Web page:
Is your summer salad making you fat?

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New year’s resolutions a distant memory; another failure chalked up on your board of self depreciation?
Side stepping bike riding or taking country walks, preferring to stay indoors snuggled in winter clothes using the unseasonally damp, cold late spring weather as an excuse?

“I’ll start once the weather warms up…” 

Now Britain is basking in the kind of summers we remember from our childhood, we’re all enjoying those energetic activities we spent all winter dreaming about…right?


My guess is that like millions of others, you’re enjoying al fresco dining, summer barbecues, a chilled white wine after a hard day at the office or a Pimms with friends at weekend and not actually hitting hiking trails at all!  AND you’re wondering why your clothes are getting tighter or secretly wishing your thighs wouldn’t rub together in the sweltering heat…

“But I’m eating salad every day…and meat…I try to avoid carbs…why wouldn’t I be losing weight?”

Which brings me to my main point:  Summer food – despite its lettuce coated exterior – can deliver more fat and overall calories than the seemingly heavy ‘meat and two veg’.

Don’t get me wrong, I love salad!  I love raw food; the crunch, the texture, the flavour, the simplicity.

Raw food has many benefits including being richer in nutrients (when eaten as soon as possible after picking or preparation), containing natural enzymes that aid digestion, plus the fact that raw, fresh produce doesn’t contain antinutrients – chemicals and compounds that rob your body of essential nutrients.iPhone pix June-July 2013 056

The link between summer food and weight gain is primarily linked to the traditional British (and probably American too) approach:  Barbecue meat portions 2-3 times bigger than required, large bowls of high fat dips scooped up onto fat laden crisps, new potatoes smothered in mayonnaise, sugar-rich dressings (yes YOU…honey and mustard fan!).  Combine this with an abundance of carbohydrate-rich over processed white bread rolls, burger baps, pasta salads alongside appetizers like sausage rolls and things-on-sticks and you have a recipe for disaster.  This is before you even add in chilled white wine, bottles of cider, cans of beer or jugs of cocktails AND a two week holiday of dietary abandonment!

“I’m on holiday, I want to relax and eat what I want…”

Here are my Top Five Tips to healthier summer dining:

  1. When barbecuing at home, instead of a buffet style meal serve each person a regular sized plate of food with one portion of protein (i.e. one chicken breast or steak, 2-3 sausages (depending on size), 1-2 mackerel), one portion of carbohydrate a similar weight to the protein – 4-6 ounces of each.  Buffets naturally encourage us to eat more than necessary; if you’re at a buffet event then ensure you fill your plate up only once and try to include half a plate of vegetables (not deep fried ones!).iPhone pix June-July 2013 069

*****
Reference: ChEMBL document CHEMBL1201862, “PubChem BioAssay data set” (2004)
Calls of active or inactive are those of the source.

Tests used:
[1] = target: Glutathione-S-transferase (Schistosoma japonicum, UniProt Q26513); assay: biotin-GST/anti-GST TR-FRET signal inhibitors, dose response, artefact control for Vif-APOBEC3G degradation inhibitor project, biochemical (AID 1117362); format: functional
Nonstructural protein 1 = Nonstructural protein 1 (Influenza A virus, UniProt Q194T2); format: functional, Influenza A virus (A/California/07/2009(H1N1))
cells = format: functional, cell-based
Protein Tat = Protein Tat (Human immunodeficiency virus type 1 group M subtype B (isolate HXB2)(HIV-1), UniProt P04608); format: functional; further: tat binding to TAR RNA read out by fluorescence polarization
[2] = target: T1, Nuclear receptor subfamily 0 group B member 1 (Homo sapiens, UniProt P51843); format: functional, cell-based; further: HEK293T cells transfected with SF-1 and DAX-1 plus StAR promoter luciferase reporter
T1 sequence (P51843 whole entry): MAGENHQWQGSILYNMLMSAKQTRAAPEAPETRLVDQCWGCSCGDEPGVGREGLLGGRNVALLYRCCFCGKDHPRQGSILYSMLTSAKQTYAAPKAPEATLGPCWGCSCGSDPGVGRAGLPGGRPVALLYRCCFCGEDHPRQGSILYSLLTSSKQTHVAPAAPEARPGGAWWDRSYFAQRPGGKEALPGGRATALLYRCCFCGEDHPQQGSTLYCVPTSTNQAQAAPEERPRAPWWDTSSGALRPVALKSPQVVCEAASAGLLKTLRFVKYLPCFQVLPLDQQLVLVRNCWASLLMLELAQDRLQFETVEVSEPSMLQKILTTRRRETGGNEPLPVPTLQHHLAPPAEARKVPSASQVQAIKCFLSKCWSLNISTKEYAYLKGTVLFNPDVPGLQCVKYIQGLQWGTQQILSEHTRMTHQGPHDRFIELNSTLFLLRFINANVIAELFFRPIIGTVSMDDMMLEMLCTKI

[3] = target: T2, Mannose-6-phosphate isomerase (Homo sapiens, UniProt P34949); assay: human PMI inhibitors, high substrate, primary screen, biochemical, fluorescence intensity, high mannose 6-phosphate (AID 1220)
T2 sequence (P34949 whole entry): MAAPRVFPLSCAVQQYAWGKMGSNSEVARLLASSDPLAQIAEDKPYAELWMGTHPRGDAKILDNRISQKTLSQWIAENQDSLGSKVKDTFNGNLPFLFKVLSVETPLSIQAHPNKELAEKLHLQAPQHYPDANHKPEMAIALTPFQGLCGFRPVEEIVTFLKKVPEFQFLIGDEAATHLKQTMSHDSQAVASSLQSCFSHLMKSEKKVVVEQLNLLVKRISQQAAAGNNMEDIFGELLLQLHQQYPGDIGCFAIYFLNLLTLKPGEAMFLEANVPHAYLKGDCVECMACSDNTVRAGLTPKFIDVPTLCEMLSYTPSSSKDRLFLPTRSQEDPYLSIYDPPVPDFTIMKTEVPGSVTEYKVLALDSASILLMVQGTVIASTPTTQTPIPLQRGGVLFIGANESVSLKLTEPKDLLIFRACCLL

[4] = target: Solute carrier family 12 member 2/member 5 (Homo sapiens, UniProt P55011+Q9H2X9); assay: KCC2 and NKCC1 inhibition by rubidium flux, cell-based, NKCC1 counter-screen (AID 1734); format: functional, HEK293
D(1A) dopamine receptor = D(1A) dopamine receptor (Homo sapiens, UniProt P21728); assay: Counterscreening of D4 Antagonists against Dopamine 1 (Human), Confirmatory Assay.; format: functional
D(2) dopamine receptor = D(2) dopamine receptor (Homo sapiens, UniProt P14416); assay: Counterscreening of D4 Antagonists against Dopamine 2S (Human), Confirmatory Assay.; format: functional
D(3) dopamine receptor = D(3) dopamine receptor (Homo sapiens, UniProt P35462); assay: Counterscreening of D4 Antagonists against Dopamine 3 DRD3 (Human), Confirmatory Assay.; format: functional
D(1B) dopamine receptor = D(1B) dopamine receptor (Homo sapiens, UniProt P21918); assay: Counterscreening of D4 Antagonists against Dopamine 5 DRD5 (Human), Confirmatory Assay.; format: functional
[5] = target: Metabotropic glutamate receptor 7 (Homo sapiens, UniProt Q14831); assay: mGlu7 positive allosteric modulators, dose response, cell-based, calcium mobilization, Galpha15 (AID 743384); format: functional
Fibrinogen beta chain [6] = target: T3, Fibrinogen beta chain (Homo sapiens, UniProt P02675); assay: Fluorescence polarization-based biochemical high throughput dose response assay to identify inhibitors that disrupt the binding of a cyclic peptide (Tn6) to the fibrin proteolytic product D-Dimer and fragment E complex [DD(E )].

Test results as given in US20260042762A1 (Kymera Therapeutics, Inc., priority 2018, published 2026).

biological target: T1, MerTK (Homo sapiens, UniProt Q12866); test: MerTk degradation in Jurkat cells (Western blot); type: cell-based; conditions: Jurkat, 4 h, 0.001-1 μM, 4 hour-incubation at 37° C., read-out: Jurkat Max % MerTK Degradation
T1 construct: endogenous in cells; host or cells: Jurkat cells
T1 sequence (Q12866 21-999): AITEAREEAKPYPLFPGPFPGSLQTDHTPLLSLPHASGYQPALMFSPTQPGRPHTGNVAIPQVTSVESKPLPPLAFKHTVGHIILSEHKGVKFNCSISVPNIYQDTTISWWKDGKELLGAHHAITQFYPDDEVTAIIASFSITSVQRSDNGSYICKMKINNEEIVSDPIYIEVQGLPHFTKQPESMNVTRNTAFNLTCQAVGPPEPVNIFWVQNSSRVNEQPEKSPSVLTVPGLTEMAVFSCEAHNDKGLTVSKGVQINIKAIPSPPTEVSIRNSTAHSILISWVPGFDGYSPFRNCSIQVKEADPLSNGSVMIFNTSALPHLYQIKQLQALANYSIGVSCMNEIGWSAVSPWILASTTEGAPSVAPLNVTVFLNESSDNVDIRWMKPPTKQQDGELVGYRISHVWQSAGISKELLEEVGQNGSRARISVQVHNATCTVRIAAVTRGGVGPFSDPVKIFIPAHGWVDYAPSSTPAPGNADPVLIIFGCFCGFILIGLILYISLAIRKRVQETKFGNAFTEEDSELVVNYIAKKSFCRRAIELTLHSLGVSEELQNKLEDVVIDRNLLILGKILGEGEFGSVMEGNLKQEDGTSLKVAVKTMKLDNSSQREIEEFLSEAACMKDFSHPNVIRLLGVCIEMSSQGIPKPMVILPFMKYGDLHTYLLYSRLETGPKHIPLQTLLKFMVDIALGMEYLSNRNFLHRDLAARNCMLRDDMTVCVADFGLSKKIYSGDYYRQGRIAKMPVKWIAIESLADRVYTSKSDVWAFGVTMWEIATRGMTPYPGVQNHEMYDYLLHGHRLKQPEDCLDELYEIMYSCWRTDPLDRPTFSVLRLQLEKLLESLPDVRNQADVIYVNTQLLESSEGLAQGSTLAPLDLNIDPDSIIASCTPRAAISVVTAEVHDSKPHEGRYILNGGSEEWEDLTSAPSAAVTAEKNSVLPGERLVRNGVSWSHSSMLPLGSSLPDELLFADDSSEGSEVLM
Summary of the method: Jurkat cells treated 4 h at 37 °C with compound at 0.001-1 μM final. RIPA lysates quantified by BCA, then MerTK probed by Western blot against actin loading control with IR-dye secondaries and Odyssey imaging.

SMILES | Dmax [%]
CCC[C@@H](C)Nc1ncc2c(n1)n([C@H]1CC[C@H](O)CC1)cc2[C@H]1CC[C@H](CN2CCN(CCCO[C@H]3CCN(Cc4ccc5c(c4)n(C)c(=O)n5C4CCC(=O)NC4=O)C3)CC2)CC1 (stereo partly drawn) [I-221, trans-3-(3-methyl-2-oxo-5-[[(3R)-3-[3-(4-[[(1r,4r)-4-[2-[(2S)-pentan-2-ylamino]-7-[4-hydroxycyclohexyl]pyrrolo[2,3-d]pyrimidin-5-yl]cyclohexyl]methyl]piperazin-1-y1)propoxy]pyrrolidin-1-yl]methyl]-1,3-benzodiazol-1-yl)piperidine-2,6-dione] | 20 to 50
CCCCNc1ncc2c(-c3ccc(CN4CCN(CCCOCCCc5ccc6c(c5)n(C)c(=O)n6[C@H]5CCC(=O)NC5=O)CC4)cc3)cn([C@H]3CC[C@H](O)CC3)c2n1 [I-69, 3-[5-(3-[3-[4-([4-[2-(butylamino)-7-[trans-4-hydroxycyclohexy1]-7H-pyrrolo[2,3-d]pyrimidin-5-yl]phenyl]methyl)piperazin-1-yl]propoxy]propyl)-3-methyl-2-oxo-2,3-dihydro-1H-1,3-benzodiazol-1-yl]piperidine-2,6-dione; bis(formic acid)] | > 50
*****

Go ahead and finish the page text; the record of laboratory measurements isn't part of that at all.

2. To reduce the need for mayonnaise and high fat dressings (or even low-fat dressings which contain SUGAR!), try starting with fresh meat or fish and use natural flavourings and marinades including ingredients such as olive oil, lemon and lime juice, fresh or dried herbs, dried spices, chilli peppers and natural yogurt.iPhone pix June-July 2013 006
  3. Ensure the ‘salad’ part of your meal is exactly that – just salad!  Any combination of raw, fresh vegetables or fruit is great  but should NOT include: potato salad with mayonnaise, coronation chicken (more mayo), coleslaw, sour cream based dips…  These are all acceptable items (I never tell people to avoid certain foods, just to learn which are nutritious and which ruin any chance of a healthy, lean body) however, they are accompaniments.  A dessertspoon of coleslaw to jazz up chicken breast and greens with new potatoes is delicious, but leave a whole tub on the table and the average family will devour the whole lot before mum has a chance to say, ‘that’s meant to last all weekend’!
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  4. Make as many dishes as possible from scratch, 80% of the time.  We are all victims of our own busy schedules and while the occasional ready-to-eat dish or pre-prepared ingredients won’t hurt a healthy eating plan, doing so frequently will definitely play a role in your expanding waistline or decreased health, digestion and immunity.
    iPhone pix June-July 2013 050
  5. It’s very easy to get sucked into drinking alcohol every time you eat outside on a balmy evening; as if the sun is hypnotizing us, but consider your long term health and potential for liver damage or other alcohol related diseases.  Keep alcohol to a maximum of 2-3 occasions per week, limiting to 2-3 glasses (of government guideline size).

Finally, whatever your health and fitness goals, whatever your ideal body size, shape or leanness, one thing is sure:

You must love yourself and be committed to making positive changes for yourself – not for anyone else or from peer pressure – just for you!

So go ahead, enjoy every second of this beautiful weather, but go armed with an awareness of what’s in your food and the quantity you’re eating and whether you could make a few small changes to achieve a happier, healthier you!

Until next week,


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Post Author: Lorraine Pannetier

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